Oprah & media blind spots

Oprah Winfrey, being an immensely popular gazillionaire media mogul and all, isn’t usually thought of as flying below the radar. But she’s been up to some really interesting stuff the last few weeks that no one seems to be talking much about.

The latest book being promoted and discussed in her famous book club is Eckhart Tolle’s “A New Earth” – a spiritual treatise on being conscious and present, quieting the chattering of the mind, and losing our association with the ego to become connected with the energy of the world around us. It’s heady, new-agey stuff, and as Tolle himself says in the book it will either change your life or you’ll find it a pretentious, aimless ramble (personally, I’m a fan of his stuff). As with most of Oprah’s previous book selections, it’s shot to the top of the best seller lists for the past month.

But what’s interesting is that Oprah’s taken a new turn with the book club and is hosting a series of 10 weekly webinars with Tolle to discuss, chapter by chapter, the contents of the book. They’re 4 weeks into it now, and each one has drawn as many as a million people live, from around the world, making them the largest webcasts in history. A further 1.5 million people a week have been downloading the webcasts afterwards on iTunes and from Oprah’s site.


The series has also garnered some big-name sponsors such as Chevy, 3M, and Skype. In addition to “sponsored by” credits, brands are further integrated into the series in various natural ways – Skype provides some of the conferencing capabilities allowing viewers around the world to ask questions live, and Borders Books are hosting book study clubs around the US that Oprah periodically throws to for questions. And it’s all been pretty seamless and tastefully handled.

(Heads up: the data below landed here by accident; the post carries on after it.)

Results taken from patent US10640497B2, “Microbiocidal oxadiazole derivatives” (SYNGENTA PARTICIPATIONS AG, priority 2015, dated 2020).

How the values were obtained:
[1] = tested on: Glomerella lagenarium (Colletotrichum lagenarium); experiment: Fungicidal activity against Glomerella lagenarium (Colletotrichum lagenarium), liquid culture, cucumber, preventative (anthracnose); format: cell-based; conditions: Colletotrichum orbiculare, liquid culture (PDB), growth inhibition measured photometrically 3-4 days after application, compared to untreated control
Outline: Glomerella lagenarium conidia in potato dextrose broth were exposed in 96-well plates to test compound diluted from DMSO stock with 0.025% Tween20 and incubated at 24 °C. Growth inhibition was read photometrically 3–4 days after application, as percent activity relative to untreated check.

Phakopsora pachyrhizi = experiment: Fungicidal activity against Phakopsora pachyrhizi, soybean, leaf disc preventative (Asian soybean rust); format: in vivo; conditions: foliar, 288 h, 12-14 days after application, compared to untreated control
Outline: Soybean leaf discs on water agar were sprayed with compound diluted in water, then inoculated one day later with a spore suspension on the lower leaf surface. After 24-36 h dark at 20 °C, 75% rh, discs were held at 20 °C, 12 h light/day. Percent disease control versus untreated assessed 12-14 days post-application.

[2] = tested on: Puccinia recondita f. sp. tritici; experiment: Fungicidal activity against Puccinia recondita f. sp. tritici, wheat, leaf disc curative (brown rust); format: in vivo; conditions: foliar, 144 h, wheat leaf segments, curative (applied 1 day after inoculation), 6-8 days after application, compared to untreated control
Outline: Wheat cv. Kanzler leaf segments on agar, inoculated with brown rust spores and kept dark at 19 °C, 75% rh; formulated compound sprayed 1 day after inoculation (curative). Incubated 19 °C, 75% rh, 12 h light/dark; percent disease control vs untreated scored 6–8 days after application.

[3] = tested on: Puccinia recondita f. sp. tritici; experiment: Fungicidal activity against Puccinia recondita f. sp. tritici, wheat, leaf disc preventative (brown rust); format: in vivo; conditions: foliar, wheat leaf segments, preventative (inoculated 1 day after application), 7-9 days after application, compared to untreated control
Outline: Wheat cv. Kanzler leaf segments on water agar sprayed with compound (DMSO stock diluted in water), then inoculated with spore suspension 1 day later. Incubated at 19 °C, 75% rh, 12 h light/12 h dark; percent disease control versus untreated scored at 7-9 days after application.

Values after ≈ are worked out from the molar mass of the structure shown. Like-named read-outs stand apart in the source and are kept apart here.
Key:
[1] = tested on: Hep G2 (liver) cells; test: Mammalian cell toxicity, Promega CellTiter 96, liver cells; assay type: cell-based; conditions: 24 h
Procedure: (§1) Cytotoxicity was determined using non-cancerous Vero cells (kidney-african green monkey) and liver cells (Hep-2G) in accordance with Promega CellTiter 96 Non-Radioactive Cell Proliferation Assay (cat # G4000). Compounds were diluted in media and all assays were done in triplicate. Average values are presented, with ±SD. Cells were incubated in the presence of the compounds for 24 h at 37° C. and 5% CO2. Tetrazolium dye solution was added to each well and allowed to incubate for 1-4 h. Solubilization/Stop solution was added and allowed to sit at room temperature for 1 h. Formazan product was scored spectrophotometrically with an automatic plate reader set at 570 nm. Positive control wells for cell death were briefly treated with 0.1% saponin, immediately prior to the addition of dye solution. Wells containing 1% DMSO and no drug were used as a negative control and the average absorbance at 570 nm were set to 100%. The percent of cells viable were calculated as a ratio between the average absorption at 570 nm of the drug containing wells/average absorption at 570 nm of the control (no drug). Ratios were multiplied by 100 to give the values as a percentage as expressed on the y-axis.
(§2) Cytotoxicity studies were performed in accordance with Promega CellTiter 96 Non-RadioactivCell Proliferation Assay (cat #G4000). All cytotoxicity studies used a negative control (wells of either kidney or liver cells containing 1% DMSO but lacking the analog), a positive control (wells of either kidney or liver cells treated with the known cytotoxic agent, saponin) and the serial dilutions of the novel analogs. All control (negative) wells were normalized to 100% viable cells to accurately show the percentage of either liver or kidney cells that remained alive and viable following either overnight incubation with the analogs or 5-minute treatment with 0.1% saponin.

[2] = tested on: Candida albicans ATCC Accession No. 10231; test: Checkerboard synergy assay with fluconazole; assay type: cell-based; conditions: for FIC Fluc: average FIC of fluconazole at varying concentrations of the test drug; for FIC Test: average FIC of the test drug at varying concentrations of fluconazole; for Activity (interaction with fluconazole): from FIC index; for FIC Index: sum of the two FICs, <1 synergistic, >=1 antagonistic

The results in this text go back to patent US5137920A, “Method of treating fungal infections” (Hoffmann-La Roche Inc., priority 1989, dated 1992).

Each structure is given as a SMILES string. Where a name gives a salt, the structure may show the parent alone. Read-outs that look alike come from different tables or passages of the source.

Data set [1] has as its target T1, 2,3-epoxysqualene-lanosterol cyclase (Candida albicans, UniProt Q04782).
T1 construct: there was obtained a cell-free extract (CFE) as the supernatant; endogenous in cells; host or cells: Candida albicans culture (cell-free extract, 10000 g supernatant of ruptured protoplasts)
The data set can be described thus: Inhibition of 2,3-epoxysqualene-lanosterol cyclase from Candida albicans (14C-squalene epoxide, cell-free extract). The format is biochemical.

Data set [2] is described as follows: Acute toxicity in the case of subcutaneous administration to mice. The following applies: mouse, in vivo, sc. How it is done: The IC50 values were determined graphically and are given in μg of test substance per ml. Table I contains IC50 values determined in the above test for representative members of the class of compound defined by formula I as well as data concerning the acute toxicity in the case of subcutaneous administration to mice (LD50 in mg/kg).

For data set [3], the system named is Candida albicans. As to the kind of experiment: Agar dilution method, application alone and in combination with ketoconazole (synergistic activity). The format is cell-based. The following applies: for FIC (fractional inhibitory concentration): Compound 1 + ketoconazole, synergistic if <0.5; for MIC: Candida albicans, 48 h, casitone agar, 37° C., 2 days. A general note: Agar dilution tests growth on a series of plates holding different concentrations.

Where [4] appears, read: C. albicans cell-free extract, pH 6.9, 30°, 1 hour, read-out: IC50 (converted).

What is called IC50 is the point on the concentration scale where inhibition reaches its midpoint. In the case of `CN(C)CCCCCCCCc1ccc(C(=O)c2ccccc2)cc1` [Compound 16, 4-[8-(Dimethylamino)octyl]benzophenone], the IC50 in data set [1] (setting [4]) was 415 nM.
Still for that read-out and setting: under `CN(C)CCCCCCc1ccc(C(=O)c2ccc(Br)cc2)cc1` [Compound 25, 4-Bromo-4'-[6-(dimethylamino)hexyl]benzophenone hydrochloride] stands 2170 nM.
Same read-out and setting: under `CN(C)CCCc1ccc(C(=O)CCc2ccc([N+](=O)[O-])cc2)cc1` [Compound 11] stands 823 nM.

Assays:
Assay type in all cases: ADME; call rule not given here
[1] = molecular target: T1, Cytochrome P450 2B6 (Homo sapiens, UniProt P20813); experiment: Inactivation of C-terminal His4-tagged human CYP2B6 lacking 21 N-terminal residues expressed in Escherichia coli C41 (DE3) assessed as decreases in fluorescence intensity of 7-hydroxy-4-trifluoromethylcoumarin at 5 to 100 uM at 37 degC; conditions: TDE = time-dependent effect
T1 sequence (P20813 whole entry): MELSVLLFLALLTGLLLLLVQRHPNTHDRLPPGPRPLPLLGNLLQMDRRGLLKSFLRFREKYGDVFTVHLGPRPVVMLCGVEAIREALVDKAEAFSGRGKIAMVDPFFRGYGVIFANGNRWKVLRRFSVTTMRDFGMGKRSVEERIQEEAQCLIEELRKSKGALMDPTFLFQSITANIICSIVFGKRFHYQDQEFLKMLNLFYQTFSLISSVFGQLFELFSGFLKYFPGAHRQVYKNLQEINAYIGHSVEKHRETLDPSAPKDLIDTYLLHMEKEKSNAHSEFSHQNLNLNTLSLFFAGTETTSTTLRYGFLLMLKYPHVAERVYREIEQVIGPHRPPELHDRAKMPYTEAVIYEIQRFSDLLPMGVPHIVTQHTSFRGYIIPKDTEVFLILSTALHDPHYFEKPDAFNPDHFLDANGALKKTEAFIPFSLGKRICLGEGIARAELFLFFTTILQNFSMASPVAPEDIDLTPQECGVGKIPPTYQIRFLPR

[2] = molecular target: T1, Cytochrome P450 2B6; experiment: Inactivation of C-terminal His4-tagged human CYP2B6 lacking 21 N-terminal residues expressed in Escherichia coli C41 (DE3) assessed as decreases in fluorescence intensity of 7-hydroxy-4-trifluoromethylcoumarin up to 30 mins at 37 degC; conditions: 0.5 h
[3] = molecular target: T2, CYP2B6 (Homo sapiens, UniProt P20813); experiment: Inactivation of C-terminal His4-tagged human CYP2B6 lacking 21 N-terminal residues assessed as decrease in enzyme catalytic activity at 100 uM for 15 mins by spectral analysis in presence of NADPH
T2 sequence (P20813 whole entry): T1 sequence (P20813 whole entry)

So it’s clearly breaking some new ground: organizing the largest live webcasts in history, not just once but over 10 successive weeks, is a pretty big deal. And yet no one seems to be talking about it. The media, both mainstream and marketing trade press, has mostly ignored it – by comparison Oprah’s new reality show “The Big Give” has garnered much more coverage. What little coverage has been given to these webcasts seems to often be skeptical and mocking of its “new age” content.

So do we have a blind spot about this kind of thing? Do our marketing minds not know what to make of something a bit more spiritual? Do we just not care as much when there’s less selling going on?

Published by jasonoke

Global Client Leader, WPP Married to @meredithoke. I have some kids. I travel. I eat. I internet.

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